In reality, the U.S. has extremely broad authority to crack down on derivatives activity abroad, we just don't have a whole lot of good rules on derivatives for regulators to enforce.
That's one reason that some House moderates joined in a press conference and letter demanding tougher oversight of derivatives. As David Deyen of Firedoglake notes:
You may be wondering whether anybody inside Congress is working for stronger reforms. The answer is yes. Rosa DeLauro, Jackie Speier and Bart Stupak (!) put together a Dear Colleague letter calling for the strongest possible derivatives language from the conference committee. At the end of the day, if the derivatives title remains fairly intact from the Senate bill, that alone will give reformers a victory and could actually shrink that runaway sector. Experts who have looked at the House offer on derivatives are pretty OK with it - they did not try to break up Section 716, the swap spin-off provision, and the exemptions are extremely minimal, especially relative to the original House bill. What is needed now is the fortitude inside the caucus to keep it that way. That's what this letter can provide.
Yet, in truth, the House version that's being promoted by some conferees exempts as many as 50% of derivatives trading -- the dangerous bets on mortgages or other investment vehicles with underlying assets -- from oversight. The House proposal conferees are offering today could essentially gut the Senate version and meaningful regulation of this shadow banking industry, critics say.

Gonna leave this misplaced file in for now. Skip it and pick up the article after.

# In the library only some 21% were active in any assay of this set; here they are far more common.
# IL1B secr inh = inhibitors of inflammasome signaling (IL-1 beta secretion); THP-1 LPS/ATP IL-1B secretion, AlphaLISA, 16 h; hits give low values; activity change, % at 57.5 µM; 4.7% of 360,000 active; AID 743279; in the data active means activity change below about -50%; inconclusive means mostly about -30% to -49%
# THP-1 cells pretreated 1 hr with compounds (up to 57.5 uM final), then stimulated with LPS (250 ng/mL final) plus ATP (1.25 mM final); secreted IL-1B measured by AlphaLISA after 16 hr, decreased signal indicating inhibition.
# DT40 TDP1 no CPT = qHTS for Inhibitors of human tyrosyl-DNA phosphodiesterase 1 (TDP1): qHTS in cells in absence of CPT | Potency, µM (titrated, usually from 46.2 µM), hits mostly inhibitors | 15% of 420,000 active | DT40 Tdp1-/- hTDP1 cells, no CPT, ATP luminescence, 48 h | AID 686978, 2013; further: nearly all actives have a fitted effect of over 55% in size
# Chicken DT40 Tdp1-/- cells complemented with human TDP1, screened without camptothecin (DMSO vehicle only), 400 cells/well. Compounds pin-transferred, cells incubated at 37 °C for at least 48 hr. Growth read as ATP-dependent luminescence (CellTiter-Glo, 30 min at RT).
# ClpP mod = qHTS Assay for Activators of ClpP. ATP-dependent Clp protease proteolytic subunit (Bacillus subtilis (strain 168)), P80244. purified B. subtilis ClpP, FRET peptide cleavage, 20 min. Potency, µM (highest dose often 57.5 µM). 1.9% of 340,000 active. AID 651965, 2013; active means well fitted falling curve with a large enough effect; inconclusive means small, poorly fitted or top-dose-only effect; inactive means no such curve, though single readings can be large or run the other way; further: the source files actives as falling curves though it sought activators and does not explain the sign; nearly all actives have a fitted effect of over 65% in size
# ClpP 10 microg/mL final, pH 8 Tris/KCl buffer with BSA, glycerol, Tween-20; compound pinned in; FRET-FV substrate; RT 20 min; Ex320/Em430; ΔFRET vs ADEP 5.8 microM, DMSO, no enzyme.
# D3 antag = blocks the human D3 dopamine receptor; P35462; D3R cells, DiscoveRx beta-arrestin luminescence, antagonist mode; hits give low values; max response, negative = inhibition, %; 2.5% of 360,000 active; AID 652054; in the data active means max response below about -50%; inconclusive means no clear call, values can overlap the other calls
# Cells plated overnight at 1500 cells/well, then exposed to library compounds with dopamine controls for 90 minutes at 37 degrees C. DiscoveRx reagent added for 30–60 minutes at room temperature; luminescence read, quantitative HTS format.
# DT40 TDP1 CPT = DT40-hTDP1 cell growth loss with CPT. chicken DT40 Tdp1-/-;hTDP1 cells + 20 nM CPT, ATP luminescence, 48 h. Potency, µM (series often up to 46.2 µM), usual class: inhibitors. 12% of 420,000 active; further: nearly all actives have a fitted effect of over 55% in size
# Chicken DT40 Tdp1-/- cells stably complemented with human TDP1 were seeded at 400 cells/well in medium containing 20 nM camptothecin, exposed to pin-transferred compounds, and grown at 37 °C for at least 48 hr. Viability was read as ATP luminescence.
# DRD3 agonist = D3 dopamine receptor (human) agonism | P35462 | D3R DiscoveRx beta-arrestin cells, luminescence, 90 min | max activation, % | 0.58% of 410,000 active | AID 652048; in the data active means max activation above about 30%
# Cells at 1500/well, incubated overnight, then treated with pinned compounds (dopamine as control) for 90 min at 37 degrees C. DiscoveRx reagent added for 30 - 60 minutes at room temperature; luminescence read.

As Michael Masters, an equity fund manger who favors strong reform, summed up what's at stake in this arcane but critical issue:
Currently, derivatives trade in an opaque, completely unregulated $600 trillion "dark market." The risk that this presents to the U.S. economy is incalculable, and the new legislation rightly seeks to create transparency by forcing most derivatives transactions to clear through a central counterparty, or clearing house.
The clearing house would stand in the middle of the transaction and guarantee both sides of the trade. If one counterparty to the transaction fails, then the central counterparty absorbs those losses, protecting the system as a whole from collapse. A similar system has worked very well for over 100 years in the exchange- traded futures markets.